18 July 2002 Edition
The men who built Britain: A history of the Irish navvy
By Ultan Cowley
By Ultan Cowley
This book, as its title suggests, is a history of Irish navvies working in Britain. It is the first major attempt to place these Irish migrant labourers in their proper socio-historical context, citing their involvement in physically building Britain in its imperial heyday. It recalls the dangerous working conditions and hard life endured by them. Anyone with any interest in the construction industry will find this book compelling, but it is written and presented in a most accessible format, with liberal use of photographs showing the workers and their tremendous achievements.
Navvies were essentially migrant labourers who were used because of their flexibility and mobility and were often of Irish extraction. The term originated with the building of the 18th century canals in Britain. The diggers became known as 'Navigators', kater shortened to 'navvies'. By the mid-20th century, men who worked on hydro-electric schemes, motorways and other civil-engineering works still retained the name, but it had become synonymous with Irish migrant labourers, 'the heavy diggers', who by this time dominated the groundworks aspect of British construction.
Navvies worked hard and played hard and consequently were much feared and disparaged, particularly by the ruling class and other aspiring respectables.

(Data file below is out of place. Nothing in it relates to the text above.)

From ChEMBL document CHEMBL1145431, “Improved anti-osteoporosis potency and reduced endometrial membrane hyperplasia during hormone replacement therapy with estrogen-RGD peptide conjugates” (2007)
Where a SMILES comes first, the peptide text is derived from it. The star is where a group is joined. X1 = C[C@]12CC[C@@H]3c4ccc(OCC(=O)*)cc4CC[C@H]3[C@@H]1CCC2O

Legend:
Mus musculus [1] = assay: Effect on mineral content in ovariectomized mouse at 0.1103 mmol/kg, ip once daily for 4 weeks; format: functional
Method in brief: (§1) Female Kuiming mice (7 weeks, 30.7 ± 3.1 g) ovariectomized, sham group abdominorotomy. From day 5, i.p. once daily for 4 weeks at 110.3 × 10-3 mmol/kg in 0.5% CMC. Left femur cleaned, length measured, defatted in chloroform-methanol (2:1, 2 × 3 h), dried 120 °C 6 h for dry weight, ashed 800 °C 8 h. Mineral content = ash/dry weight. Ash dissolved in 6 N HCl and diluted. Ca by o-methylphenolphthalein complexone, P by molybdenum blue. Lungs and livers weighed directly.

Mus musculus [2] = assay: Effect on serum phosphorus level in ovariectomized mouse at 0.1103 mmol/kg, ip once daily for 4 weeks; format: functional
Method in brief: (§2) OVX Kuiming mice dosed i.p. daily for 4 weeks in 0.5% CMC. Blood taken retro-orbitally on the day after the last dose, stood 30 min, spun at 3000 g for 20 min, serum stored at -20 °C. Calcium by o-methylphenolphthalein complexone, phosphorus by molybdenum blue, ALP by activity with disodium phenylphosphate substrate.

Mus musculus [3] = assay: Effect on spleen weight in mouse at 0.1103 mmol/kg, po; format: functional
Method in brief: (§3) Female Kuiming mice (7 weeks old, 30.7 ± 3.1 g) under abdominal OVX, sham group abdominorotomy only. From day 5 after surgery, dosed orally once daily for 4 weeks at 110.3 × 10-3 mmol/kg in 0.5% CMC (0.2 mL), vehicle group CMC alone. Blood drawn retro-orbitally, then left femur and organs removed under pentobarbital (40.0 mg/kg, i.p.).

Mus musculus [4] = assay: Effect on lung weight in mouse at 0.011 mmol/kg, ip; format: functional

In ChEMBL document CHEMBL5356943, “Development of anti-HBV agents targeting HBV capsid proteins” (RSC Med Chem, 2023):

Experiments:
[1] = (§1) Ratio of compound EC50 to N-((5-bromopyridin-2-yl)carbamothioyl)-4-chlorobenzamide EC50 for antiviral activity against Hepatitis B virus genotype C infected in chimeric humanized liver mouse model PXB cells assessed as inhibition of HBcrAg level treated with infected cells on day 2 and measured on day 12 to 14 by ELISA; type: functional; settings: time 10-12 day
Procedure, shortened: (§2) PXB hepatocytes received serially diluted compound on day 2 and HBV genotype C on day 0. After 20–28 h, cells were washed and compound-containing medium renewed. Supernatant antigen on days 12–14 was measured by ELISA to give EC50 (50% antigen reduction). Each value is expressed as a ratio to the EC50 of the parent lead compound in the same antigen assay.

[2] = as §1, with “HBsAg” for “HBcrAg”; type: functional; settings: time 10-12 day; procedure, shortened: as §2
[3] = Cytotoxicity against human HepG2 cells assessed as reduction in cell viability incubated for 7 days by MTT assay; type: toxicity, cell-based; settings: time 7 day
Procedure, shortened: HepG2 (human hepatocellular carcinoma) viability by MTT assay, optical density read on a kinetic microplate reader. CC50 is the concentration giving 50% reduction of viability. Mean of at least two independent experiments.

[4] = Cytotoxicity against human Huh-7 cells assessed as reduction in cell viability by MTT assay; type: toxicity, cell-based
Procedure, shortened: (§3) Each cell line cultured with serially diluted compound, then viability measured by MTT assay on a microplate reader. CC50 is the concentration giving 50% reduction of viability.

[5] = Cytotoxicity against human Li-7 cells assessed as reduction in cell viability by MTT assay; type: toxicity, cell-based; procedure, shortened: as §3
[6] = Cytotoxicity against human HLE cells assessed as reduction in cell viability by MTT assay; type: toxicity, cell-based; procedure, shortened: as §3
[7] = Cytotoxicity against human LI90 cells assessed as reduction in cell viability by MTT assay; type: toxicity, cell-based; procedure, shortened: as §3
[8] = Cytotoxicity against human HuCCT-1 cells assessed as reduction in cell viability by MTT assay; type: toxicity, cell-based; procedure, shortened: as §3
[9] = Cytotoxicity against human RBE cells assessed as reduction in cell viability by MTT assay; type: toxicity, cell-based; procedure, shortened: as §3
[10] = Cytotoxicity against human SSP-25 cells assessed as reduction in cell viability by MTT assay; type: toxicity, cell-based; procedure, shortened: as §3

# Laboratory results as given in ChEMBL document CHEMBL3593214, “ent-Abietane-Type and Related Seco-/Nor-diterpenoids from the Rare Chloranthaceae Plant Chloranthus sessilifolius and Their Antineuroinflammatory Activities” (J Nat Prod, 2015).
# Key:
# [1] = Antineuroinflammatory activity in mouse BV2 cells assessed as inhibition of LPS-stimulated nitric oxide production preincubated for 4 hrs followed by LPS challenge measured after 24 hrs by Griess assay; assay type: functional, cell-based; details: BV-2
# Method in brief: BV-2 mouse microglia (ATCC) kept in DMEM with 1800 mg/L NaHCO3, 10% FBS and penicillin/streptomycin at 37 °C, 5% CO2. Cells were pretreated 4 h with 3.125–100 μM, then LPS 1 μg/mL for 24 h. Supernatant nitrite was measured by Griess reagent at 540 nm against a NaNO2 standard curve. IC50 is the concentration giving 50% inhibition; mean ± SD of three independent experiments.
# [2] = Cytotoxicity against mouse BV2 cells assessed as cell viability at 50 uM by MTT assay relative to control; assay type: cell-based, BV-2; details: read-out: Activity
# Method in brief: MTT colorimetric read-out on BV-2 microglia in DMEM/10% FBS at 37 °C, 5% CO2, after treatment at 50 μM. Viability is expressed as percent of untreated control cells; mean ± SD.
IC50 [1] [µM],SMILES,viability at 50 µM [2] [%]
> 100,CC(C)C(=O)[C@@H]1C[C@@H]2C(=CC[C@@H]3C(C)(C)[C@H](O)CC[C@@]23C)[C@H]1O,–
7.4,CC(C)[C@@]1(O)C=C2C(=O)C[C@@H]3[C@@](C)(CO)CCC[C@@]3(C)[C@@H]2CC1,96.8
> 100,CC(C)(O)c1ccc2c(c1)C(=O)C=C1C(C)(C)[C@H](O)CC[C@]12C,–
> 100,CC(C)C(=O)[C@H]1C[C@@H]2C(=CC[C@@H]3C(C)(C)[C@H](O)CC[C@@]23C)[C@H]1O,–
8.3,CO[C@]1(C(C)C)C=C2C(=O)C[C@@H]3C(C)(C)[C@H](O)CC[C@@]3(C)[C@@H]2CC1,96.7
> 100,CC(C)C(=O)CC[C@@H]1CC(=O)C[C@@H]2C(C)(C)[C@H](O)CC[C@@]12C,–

The book traces the history of Irish migrant labourers from the middle of the 18th century, as they became an increasingly sizeable presence in many of Britain's labouring sectors. After the Great Hunger, and the huge socio-economic changes wrought by it, this presence became even more marked, as did a corresponding rise in anti-Irish racism and prejudice, not only from the more affluent but also from the burgeoning working class there. It follows through the various stages of this period in history up to the 20th century.
Successive generations of Irish labour continued to flood into Britain as a result of restricted economic opportunities at home right up to the end of the 1980s.
That the Irish have made a huge demographic impact on the population of Britain is undeniable, as very substantial Irish communities exist in all of Britain's major cities, and many others besides. It is generally estimated that as many as a quarter of Britain's population claim Irish ancestry.
Arguably, this Irish immigrant population has had a bigger impact on the demographics of Britain than 800 years of successive invasions had upon the Irish.
Cowley's approach to history tends more to the anecdotal and oral than to scientifically researched hard historical facts with a comprehensive overview, although in fairness to the author, the latter is not totally neglected. He is more concerned with the down to earth human impact that history had on these people, rather than with the overall political and economic context that would be considered the definitive overview of this aspect of Irish and British history.
This book is great value for money and is definitely a worthwhile contribution to the subject, particularly as Cowley is a pioneer in this field of labour history. It is a very good read, written to educate and be enjoyed.
BY CATHAL Ó MURCHÚ